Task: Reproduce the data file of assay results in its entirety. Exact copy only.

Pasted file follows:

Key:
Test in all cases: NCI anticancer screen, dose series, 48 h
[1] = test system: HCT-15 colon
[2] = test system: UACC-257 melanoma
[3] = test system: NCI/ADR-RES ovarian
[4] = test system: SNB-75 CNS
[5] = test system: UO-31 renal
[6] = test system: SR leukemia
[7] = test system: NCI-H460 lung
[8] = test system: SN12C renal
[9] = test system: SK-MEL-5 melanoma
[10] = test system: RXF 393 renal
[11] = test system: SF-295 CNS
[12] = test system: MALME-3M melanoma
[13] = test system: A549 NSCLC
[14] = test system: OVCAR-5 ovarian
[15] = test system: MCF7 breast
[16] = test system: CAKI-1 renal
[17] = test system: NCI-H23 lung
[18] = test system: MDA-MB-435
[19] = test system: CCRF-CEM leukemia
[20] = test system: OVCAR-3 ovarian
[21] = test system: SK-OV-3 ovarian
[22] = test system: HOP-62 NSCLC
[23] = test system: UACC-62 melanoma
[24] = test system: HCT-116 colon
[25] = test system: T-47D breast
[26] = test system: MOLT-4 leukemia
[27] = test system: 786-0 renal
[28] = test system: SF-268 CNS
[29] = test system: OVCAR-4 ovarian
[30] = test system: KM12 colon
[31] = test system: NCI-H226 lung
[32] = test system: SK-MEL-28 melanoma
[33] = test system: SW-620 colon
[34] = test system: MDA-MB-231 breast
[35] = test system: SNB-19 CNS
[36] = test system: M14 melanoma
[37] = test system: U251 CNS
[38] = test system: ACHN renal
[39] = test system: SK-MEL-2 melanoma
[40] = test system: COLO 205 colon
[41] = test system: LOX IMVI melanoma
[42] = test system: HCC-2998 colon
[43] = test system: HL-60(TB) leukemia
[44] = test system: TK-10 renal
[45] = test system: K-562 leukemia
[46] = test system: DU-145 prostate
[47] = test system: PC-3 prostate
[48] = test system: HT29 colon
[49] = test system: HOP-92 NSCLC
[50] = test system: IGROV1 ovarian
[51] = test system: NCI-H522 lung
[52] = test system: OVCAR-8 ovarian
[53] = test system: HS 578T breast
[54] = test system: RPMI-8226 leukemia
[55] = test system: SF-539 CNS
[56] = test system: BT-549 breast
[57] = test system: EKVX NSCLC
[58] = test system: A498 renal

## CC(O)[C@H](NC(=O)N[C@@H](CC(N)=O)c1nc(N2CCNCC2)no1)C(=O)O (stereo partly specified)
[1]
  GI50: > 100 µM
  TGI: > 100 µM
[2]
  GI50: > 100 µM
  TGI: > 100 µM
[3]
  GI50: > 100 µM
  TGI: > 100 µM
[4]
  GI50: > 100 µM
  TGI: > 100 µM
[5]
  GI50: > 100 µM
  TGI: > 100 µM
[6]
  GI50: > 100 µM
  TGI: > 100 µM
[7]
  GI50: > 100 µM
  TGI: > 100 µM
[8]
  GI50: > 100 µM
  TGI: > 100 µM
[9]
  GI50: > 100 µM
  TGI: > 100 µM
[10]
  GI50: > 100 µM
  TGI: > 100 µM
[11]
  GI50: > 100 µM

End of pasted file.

Key:
Test in all cases: NCI anticancer screen, dose series, 48 h
[1] = test system: HCT-15 colon
[2] = test system: UACC-257 melanoma
[3] = test system: NCI/ADR-RES ovarian
[4] = test system: SNB-75 CNS
[5] = test system: UO-31 renal
[6] = test system: SR leukemia
[7] = test system: NCI-H460 lung
[8] = test system: SN12C renal
[9] = test system: SK-MEL-5 melanoma
[10] = test system: RXF 393 renal
[11] = test system: SF-295 CNS
[12] = test system: MALME-3M melanoma
[13] = test system: A549 NSCLC
[14] = test system: OVCAR-5 ovarian
[15] = test system: MCF7 breast
[16] = test system: CAKI-1 renal
[17] = test system: NCI-H23 lung
[18] = test system: MDA-MB-435
[19] = test system: CCRF-CEM leukemia
[20] = test system: OVCAR-3 ovarian
[21] = test system: SK-OV-3 ovarian
[22] = test system: HOP-62 NSCLC
[23] = test system: UACC-62 melanoma
[24] = test system: HCT-116 colon
[25] = test system: T-47D breast
[26] = test system: MOLT-4 leukemia
[27] = test system: 786-0 renal
[28] = test system: SF-268 CNS
[29] = test system: OVCAR-4 ovarian
[30] = test system: KM12 colon
[31] = test system: NCI-H226 lung
[32] = test system: SK-MEL-28 melanoma
[33] = test system: SW-620 colon
[34] = test system: MDA-MB-231 breast
[35] = test system: SNB-19 CNS
[36] = test system: M14 melanoma
[37] = test system: U251 CNS
[38] = test system: ACHN renal
[39] = test system: SK-MEL-2 melanoma
[40] = test system: COLO 205 colon
[41] = test system: LOX IMVI melanoma
[42] = test system: HCC-2998 colon
[43] = test system: HL-60(TB) leukemia
[44] = test system: TK-10 renal
[45] = test system: K-562 leukemia
[46] = test system: DU-145 prostate
[47] = test system: PC-3 prostate
[48] = test system: HT29 colon
[49] = test system: HOP-92 NSCLC
[50] = test system: IGROV1 ovarian
[51] = test system: NCI-H522 lung
[52] = test system: OVCAR-8 ovarian
[53] = test system: HS 578T breast
[54] = test system: RPMI-8226 leukemia
[55] = test system: SF-539 CNS
[56] = test system: BT-549 breast
[57] = test system: EKVX NSCLC
[58] = test system: A498 renal

## CC(O)[C@H](NC(=O)N[C@@H](CC(N)=O)c1nc(N2CCNCC2)no1)C(=O)O (stereo partly specified)
[1]
  GI50: > 100 µM
  TGI: > 100 µM
[2]
  GI50: > 100 µM
  TGI: > 100 µM
[3]
  GI50: > 100 µM
  TGI: > 100 µM
[4]
  GI50: > 100 µM
  TGI: > 100 µM
[5]
  GI50: > 100 µM
  TGI: > 100 µM
[6]
  GI50: > 100 µM
  TGI: > 100 µM
[7]
  GI50: > 100 µM
  TGI: > 100 µM
[8]
  GI50: > 100 µM
  TGI: > 100 µM
[9]
  GI50: > 100 µM
  TGI: > 100 µM
[10]
  GI50: > 100 µM
  TGI: > 100 µM
[11]
  GI50: > 100 µM